What's that you see? Oh yes, we also went to see Star Trek: Into Darkness in IMAX. I really enjoyed it in the way I really enjoyed Enterprise as a younger teen, but I don't know if I am as wildly opinionated about it one way or another as a lot of people seem to be. I grew up on Next Generation, so I am not as invested in original Trek as others may be, but I like to think that I've just learned to keep as open a mind as possible when it comes to sci-fi reboots because nothing will ever be as good as the original.
We had a really weird encounter while in line that brought back to the forefront of my mind a disturbing trend I have been seeing in geek circles. There was a woman who was clearly very opinionated with no real basis for her opinions, but who was determined to chat with someone. Chris was wearing his Chad Vader tshirt so she immediately latched onto our little trio as geek-friendly and somehow decided that my sister was the geekiest of us all. At one point she was very loudly talking to someone else about the Hulk movies and could not decided "who was in that one with that Liv Tyler". She went on and on and finally turned to my sister and pointed and said "I bet she knows". My sister just kind of shrugged, so I finally gave her the answer, and the woman and the creepy gentleman who had joined her by that point went on to praise my sister for her knowledge. I know I was giving off a "don't talk to me" vibe at the time, but I was still confused as to why the woman had not asked me even though I was clearly part of the group or had even looked at me after I clearly gave my sister the answer. It soon dawned on me that she had been pointedly ignoring me not because I had only slightly smiled at her when we walked up before playing with my phone, but more likely because how I was dressed.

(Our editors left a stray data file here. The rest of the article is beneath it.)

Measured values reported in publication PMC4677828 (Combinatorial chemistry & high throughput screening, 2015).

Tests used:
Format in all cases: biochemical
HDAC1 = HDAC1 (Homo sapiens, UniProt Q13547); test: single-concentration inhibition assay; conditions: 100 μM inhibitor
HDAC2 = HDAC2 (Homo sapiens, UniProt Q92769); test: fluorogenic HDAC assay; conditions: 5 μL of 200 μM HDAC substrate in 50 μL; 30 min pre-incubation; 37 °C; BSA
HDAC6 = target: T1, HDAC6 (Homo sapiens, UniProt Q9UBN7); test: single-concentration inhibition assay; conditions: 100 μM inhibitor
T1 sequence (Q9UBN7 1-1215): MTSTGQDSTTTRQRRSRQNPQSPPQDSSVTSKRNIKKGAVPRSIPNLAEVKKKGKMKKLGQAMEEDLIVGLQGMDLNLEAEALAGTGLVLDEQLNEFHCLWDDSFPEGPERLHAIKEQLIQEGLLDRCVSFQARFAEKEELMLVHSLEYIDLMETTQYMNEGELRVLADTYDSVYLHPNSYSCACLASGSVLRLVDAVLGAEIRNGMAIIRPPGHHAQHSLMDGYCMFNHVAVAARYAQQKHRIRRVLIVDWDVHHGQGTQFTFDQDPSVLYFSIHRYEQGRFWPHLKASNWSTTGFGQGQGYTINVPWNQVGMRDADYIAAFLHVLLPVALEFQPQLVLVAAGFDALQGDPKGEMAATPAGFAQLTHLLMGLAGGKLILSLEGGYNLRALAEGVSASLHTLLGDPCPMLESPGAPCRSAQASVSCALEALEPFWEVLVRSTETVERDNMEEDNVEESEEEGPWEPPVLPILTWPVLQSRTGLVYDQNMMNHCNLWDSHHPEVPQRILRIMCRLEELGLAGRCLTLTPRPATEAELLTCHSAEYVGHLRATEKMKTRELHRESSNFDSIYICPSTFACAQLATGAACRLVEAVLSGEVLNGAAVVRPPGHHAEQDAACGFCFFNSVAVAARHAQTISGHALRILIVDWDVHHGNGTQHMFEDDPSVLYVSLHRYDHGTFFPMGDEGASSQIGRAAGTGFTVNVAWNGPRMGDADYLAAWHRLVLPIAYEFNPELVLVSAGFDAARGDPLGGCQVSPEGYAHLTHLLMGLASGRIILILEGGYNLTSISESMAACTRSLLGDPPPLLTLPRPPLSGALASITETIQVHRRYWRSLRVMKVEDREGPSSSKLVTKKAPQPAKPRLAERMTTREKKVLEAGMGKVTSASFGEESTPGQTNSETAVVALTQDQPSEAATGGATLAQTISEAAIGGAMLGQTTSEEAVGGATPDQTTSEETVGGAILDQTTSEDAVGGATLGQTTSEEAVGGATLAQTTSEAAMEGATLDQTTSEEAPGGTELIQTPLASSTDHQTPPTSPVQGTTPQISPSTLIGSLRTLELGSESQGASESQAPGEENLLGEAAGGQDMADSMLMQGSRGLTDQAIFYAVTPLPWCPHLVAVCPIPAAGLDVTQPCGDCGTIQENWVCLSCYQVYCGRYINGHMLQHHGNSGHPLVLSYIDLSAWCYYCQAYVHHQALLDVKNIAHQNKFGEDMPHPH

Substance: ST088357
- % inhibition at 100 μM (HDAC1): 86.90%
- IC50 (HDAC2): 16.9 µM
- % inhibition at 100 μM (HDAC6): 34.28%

I know I could be drawing broad conclusions that are completely mistaken, but I tell this story to illustrate a trend I have noticed lately. See, I was not wearing jeans, a geeky tshirt, sneakers, or anything that screamed geek. Instead I was wearing a short dress, cute shoes, had a flower in my hair, and was wearing lipstick. If she had been a guy I doubt she would have asked me no matter what I was wearing. But the fact is that as our culture realizes more and more that women are geeks and starts to market to them, we women are becoming more and more judgemental about other geeky women. It is not enough to just be a woman who likes geeky movies or reads sci-fi or plays tabletop games. You now have to do it all. And you have to dress the part. Based on how "hard core" you are, or wish to appear, you now have to embrace the careful look of not caring and the wardrobe of geek slogan t-shirts and ripped jeans or some variation thereof. Don't get me wrong, I have a closet full of tshirts and am down to one pair of unmarred jeans, but I like to look cute too.
This may be something that is only apparent in the microcosm, like the college feminists who feel that they aren't considered feminist enough unless they go to the extreme and burn their bras on the fraternity lawn, but it has been on my mind for the past few weeks. So many geeky women are multi-faceted and many of us make parts of our own wardrobe. But if a woman has nothing on her person that says "I know the secret to the Leia bikini ask me how" she is often relegated to the category of non-geek, trophy, or air head, and a "how could she possibly appreciate this" attitude then clouds any further assessment of her. And that is just wrong. If we as geeky women do not stand up for one another, how can we possibly expect anyone else to? What leg do we have to stand on when we complain that gaming companies don't understand their demographic if we make snap judgements based on physical appearance? In other words, be good to one another. And next time you go to a geeky film, don't just dismiss the girl in the stylish outfit. She may just be expressing another side of herself.
For actual non-tangental WIP posts, head on over to Tami's Amis.